Updated: Aug 24, 2020

Hello students and parents! I've got some music swag for you, but first I need to unpack who "you" are. Let me explain.

Shaun Flynn

Musicians and their parents have always been superior students. One of the many privileges I enjoy as a private music teacher is fielding requests, comments, questions, advice, and success stories from the members of our music studio community.

Our community includes parents and adult students who are:

Ivy League educated (including a few Harvard Grads)

Physicians and other Healthcare Professionals from Chicago’s top hospitals

Theater Professionals



Legal Experts

Amazing Stay-at-home Parents

Business Executives 

UChicago Professors






Childhood Development Experts

Highly Trained/Skilled Musicians


Students attend schools including:

British International School of Chicago

UChicago Lab Schools

Lincoln Park High

Gary Comer

Francis Parker

Latin School

Lane Tech



If only there were someone uniquely placed at the intersection of all this achievement and success to curate helpful music education experiences in a straightforward way. [Ruefully smiling behind my iPad]

Introducing! It’s free. It’s fun. Hopeful & Helpful

Opt-in for emails to receive and share benefits including:

  • Learn how people like you leverage private music instruction to achieve success

  • How-to videos on piano playing

  • How-to videos on clarinet playing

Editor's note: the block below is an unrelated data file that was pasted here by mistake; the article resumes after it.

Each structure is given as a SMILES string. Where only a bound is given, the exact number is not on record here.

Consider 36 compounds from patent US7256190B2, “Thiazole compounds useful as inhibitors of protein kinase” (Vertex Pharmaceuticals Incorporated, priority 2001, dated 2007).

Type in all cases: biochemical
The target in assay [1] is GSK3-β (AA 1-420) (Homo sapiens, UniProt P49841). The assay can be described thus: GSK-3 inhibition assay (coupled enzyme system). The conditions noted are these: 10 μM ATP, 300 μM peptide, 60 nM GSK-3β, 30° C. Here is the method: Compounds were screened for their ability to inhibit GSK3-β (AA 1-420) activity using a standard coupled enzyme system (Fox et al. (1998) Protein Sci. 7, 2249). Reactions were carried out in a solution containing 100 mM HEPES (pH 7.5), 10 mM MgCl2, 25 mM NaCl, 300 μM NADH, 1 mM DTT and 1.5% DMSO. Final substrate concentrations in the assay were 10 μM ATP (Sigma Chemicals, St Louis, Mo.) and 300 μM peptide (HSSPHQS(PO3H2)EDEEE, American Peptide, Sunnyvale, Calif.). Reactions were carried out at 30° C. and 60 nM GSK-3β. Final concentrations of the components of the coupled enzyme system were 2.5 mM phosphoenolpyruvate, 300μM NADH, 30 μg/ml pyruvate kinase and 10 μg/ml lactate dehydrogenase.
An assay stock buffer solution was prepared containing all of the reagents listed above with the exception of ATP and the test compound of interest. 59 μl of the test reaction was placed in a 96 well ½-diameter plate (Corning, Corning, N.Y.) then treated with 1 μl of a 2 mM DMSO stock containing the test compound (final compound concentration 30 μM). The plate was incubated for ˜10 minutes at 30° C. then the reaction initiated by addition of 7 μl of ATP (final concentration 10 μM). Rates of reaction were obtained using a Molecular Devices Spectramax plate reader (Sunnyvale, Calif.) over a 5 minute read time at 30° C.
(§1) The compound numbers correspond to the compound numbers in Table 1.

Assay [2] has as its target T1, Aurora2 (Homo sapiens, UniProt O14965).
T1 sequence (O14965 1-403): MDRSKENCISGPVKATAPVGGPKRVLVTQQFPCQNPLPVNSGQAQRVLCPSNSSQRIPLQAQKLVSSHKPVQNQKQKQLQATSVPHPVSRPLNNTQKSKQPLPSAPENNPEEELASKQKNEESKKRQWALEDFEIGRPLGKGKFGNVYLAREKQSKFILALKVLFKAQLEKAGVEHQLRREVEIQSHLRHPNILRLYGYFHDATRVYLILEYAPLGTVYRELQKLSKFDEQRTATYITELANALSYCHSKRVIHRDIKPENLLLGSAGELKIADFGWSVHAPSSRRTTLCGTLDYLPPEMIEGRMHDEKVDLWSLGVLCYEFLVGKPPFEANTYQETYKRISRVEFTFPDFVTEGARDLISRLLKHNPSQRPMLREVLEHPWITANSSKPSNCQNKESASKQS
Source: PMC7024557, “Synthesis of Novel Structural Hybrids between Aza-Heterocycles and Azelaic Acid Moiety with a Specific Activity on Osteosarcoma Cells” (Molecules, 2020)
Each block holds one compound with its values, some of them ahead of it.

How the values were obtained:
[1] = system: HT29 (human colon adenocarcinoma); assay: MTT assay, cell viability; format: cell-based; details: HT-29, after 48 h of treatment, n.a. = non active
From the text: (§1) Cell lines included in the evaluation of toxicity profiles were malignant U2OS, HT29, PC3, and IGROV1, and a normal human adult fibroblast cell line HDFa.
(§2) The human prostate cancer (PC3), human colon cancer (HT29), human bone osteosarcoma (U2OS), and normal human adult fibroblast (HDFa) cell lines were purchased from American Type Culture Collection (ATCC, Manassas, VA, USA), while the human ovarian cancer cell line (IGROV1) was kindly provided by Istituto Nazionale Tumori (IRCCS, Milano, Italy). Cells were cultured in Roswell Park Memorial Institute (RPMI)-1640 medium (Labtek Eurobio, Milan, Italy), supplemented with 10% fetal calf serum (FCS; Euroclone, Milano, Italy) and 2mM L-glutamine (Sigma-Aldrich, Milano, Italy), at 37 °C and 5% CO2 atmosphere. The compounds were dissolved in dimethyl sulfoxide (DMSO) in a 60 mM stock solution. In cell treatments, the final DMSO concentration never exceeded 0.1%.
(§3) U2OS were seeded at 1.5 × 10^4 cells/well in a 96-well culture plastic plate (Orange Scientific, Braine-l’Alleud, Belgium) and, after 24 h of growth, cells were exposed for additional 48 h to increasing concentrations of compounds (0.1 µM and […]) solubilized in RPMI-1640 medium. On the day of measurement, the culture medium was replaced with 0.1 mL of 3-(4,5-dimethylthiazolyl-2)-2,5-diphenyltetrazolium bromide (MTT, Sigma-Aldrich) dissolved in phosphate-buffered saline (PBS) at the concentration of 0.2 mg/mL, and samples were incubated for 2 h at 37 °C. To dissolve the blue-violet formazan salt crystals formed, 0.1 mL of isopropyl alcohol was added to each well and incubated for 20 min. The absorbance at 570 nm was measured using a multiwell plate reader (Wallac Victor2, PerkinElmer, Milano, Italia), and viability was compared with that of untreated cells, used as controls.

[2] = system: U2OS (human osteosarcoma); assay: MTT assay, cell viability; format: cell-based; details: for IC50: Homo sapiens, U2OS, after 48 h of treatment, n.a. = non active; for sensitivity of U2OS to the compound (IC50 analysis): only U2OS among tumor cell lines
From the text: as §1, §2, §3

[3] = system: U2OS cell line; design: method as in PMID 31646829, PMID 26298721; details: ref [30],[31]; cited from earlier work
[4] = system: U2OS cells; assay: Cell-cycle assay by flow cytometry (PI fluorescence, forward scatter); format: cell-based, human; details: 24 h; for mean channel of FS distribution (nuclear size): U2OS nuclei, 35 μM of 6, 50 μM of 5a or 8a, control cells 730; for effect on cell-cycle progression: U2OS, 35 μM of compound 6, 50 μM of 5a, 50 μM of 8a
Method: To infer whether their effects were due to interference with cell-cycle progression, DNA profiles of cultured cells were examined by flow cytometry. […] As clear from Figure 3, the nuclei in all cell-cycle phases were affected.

• Purchase tips on instruments and gear

  • Music theory tutorials

  • Free Tickets to Chicago Composers Orchestra concerts

  • More to come!

There is clearly value associated with our group. I am approached (and many of you too, I’ve heard) by those who want access to our private lesson community. So, my promise to you is that I will never share your email address or other personal info.

I believe that students come before music. That means I do not force students into traditional roles of concert pianist or orchestral clarinetist like many other private teachers. Instead, I meet students where they are. Many K-12 musicians play Harry Potter and K-pop before Mozart and Bach. Playing relevant music benefits students by enabling them to enjoy their lessons. It also helps students define themselves, in part, as music makers.

People who include music making as part of their identity play and enjoy music on a deep level throughout their entire lives. For this reason, my college-bound students continue making music after they leave the studio even though most do not pursue careers in music.

Click Here to subscribe and claim your music swag!

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